LONDON: An oxygen-sensitive enzyme has been found to play a key role in how genes create the many different proteins that make up our bodies.
The finding shows that the enzyme, termed Jmjd6, directly intervenes in the process in which the DNA of our genes is “cut and pasted” into instructions for the creation of specific proteins.
The discovery, reported in this week’s Science by a team led by scientists from Oxford University and Ludwig-Maximilians-University, Munich, opens up a new area of molecular research into conditions such as heart disease and cancer.
“Previous work from Oxford has shown that some of these enzymes, called oxygenases, affect which genes are expressed in response to low levels of oxygen. What we have now found is that they also regulate the specific form this expression takes” to give the different proteins that make up everything from heart cells to tumours,” said Professor Chris Schofield of Oxford University’s Department of Chemistry, one of the authors of the paper.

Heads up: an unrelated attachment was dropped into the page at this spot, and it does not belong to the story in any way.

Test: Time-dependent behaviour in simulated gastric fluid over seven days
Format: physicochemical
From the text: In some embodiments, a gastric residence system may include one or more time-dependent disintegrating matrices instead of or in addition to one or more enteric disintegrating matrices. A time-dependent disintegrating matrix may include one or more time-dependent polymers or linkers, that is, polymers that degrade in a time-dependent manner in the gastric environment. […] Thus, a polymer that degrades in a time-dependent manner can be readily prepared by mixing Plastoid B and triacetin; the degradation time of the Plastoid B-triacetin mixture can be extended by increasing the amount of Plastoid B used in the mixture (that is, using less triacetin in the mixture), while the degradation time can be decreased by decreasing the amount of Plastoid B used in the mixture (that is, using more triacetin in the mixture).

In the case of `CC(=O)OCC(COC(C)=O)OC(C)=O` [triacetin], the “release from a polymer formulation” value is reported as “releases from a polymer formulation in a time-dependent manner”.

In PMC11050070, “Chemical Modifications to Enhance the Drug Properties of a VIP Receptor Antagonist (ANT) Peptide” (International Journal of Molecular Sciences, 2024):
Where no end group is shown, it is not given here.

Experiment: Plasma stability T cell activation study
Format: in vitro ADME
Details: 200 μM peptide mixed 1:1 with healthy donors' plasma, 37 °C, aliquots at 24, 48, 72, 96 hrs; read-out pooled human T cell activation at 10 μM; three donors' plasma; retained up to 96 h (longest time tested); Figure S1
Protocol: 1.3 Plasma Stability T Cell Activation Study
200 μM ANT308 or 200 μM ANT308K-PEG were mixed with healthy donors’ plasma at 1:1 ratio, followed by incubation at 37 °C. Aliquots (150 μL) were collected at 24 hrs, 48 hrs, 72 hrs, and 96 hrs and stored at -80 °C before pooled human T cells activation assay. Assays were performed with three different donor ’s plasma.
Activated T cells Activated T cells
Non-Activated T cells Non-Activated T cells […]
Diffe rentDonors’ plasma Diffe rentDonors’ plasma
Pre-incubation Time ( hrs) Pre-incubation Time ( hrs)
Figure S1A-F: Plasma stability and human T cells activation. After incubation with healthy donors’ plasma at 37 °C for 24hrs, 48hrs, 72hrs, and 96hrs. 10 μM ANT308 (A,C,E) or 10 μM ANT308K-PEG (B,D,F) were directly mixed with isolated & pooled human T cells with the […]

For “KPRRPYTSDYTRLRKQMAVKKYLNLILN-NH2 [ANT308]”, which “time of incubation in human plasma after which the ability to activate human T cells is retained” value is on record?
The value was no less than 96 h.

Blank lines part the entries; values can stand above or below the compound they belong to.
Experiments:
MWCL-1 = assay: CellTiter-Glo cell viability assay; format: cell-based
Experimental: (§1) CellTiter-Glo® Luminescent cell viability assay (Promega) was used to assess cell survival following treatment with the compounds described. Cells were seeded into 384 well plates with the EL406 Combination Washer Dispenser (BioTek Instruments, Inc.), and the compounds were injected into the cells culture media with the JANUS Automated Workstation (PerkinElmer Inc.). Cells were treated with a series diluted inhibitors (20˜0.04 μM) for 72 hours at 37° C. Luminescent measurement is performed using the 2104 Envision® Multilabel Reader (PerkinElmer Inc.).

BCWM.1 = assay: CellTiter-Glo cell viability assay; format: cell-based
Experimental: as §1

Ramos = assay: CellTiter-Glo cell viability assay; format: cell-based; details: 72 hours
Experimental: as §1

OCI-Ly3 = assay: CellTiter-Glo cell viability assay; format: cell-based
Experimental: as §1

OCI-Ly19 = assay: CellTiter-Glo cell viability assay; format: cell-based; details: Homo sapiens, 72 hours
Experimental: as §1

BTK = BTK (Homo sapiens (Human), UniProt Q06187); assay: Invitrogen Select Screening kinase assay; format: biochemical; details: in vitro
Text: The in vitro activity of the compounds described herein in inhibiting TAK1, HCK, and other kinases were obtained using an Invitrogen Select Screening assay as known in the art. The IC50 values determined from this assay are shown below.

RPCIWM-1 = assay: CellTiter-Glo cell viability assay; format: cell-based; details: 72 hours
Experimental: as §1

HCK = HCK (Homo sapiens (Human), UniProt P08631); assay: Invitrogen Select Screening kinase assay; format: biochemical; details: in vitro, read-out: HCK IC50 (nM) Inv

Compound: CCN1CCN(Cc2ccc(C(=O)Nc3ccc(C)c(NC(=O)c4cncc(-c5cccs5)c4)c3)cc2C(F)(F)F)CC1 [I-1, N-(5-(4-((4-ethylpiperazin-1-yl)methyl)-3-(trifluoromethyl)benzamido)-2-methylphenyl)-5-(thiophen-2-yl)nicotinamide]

Genes, stored in the form of DNA, are converted into proteins by a “middleman molecule” called Messenger Ribonucleic Acid ‘mRNA’.